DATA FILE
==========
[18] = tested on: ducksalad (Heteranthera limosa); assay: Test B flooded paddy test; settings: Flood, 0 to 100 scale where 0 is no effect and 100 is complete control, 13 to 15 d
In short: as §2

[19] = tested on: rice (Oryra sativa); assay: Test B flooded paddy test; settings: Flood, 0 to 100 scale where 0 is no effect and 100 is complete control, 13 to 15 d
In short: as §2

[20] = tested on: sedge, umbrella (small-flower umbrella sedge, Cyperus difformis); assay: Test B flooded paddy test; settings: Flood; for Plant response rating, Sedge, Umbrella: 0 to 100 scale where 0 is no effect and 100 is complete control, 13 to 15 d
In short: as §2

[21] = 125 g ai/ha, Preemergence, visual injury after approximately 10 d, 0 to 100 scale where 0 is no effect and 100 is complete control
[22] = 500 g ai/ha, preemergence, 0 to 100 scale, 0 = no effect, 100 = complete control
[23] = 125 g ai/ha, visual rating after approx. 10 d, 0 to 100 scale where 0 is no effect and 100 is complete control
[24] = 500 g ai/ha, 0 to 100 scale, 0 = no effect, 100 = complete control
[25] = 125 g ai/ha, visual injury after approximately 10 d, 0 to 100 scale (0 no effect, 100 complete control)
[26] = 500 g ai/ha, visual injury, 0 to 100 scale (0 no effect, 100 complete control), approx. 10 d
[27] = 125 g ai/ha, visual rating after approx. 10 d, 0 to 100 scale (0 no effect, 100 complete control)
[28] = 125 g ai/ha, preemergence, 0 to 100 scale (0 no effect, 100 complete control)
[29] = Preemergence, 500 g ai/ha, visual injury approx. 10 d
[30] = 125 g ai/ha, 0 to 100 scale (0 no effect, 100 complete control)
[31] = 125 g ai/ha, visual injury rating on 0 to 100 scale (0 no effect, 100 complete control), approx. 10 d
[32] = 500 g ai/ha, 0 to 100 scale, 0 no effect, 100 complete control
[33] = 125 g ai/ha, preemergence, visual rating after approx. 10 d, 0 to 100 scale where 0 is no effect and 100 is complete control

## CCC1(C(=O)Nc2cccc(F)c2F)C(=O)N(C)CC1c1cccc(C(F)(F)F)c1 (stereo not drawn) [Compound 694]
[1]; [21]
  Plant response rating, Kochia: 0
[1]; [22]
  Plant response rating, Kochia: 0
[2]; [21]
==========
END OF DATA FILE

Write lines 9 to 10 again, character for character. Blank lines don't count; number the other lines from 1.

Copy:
[23] = 125 g ai/ha, visual rating after approx. 10 d, 0 to 100 scale where 0 is no effect and 100 is complete control
[24] = 500 g ai/ha, 0 to 100 scale, 0 = no effect, 100 = complete control